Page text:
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Events in Jerusalem



I.Annual Events in Jerusalem


Jerusalem's principal festivals, The Israel Festival and The International Film Festival are held during the warm spring and summer months, but Jerusalem is also home to many special events that take place throughout the year. Following is a brief explanation and information for the two major festivals and the additional year-round events.


May – June  – The Israel Festival

The Festival takes place annually for a few weeks in the spring. Throughout the festival audiences are able to enjoy performances by artists from all over the world, as well as premieres of Israeli works and tributes to leading Israeli artists. The public can also attend a large selection of free performances, including street theater, children's shows and a nightly jazz club. For additional information please visit their website at


July – The International Film Festival

The festival is ten days long, screening between 150-200 films in a number of programs: Panorama, showcasing the best of international feature films; Documentary Films, dedicated to international documentary film-making, The Jewish Experience, dealing with issues of Jewish identity and history, In the Spirit of Freedom, concerned with questions of freedom and human rights, Television Dramas, New Directors, and of course, Israeli Film. For additional information please visit their website at


September – The Jerusalem International Chamber Music Festival

The festival, held every year for two weeks in September, is acknowledged for its exceptional repertoire. Showcasing internationally renowned musicians, the festival takes place at the YMCA in Jerusalem. For additional information please visit their website:


October – The Abu Gosh Music Festival

The Abu Gosh Music Festival is Israel's main festival of vocal music. The 3-5 day festival is held twice a year; in September-October, during the Sukkot holiday, and in May-June, during the Shavuot holiday. The festival presents a program of musical performances from the Baroque and Renaissance periods. Concerts take place in the Crusader Church at Abu Gosh. For additional information please visit their website:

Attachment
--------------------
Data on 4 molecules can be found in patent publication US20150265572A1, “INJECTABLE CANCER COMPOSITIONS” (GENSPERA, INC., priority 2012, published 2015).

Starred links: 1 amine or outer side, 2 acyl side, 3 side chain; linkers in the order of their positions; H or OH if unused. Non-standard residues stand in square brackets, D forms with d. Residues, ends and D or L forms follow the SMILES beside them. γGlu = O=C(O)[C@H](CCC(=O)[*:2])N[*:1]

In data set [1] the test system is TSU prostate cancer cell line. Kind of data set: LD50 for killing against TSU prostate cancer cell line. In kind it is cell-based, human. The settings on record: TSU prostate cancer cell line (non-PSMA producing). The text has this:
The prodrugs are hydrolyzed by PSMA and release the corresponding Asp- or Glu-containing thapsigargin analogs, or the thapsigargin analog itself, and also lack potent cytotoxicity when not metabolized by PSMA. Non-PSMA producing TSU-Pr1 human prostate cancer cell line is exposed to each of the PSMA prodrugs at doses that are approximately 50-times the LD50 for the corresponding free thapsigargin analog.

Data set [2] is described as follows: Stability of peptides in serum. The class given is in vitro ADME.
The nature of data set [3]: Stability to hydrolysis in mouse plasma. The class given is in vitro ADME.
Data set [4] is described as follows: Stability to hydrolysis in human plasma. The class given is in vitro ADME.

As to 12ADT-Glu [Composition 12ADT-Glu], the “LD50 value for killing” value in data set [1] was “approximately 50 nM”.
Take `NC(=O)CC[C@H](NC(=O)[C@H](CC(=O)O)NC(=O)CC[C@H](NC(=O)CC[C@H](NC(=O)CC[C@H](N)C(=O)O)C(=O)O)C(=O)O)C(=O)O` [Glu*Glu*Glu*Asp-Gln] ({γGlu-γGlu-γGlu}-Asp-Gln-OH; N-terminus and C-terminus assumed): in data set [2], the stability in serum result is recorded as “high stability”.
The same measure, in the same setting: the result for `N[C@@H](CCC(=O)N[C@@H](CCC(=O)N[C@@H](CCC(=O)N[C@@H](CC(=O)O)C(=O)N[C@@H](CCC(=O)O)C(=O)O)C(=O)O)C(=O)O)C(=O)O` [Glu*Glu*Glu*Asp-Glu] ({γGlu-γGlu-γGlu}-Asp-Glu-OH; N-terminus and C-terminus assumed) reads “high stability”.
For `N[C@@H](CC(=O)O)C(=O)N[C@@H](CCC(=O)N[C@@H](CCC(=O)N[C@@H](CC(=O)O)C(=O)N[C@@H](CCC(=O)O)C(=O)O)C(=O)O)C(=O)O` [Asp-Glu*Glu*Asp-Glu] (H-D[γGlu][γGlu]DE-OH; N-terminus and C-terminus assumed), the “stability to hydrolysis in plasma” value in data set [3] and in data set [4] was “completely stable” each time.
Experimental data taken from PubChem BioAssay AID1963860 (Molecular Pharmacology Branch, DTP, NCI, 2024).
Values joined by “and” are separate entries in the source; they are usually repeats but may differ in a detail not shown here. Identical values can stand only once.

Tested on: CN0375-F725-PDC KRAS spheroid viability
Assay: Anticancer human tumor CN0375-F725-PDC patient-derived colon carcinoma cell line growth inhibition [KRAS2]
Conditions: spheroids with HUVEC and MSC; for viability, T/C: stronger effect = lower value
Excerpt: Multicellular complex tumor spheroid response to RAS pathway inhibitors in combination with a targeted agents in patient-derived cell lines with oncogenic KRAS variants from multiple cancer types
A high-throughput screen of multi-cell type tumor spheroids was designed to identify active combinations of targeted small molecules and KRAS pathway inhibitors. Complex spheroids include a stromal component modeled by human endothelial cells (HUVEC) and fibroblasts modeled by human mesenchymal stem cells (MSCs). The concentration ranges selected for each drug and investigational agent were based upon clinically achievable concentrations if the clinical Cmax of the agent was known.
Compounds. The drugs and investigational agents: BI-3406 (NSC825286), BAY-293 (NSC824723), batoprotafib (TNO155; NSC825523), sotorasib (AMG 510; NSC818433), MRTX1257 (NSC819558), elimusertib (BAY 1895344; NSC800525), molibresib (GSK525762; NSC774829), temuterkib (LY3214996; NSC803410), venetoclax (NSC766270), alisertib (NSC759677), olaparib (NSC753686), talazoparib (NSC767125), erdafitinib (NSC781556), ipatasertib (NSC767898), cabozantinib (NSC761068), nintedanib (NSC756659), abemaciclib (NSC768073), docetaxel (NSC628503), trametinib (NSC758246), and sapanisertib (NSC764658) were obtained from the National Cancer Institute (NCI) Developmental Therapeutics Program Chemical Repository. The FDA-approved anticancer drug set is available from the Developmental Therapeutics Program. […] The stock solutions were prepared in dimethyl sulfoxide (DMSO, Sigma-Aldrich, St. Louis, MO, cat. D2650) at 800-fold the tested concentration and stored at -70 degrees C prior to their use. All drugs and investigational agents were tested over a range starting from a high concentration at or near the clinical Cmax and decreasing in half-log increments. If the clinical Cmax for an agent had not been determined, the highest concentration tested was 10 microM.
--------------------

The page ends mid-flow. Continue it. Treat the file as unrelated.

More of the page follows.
November – The Jerusalem International Oud Festival

The oud is one of the most popular instruments in Middle Eastern music, and the festival focuses on the oud and other related instruments. It serves as a meeting place between Middle Eastern and other cultures, emphasizing the similarities and differences between them. The festival takes place at the Jerusalem Theatre. For additional information please visit the theatre's website:


December – The Jerusalem Jewish Film Festival

Held annually since 1999, the Festival takes place around or during the Hanukah holiday in December, and lasts for six days. Over 50 films, from Israel and from all over the world, are screened - feature films, documentaries, shorts, animated and avant-garde films. The films explore themes of Jewish faith and practice, history, culture, music, the Holocaust, contemporary life in Israel and the Jewish Diaspora, the relationship between Judaism and other world religions and the role of Jewish identity in the State of Israel. For additional information please visit the following website:


February –  The Jerusalem International Book Fair

First held in 1963, The Jerusalem International Book Fair (JIBF) is a unique biennial event that draws over 1,200 publishers from more than 40 countries, who display more than 100,000 books in different languages. In addition to being recognized as an important commercial event, the JIBF is also recognized as an international cultural event with dynamic and timely cultural and educational programs and special exhibits. For additional information please visit their website at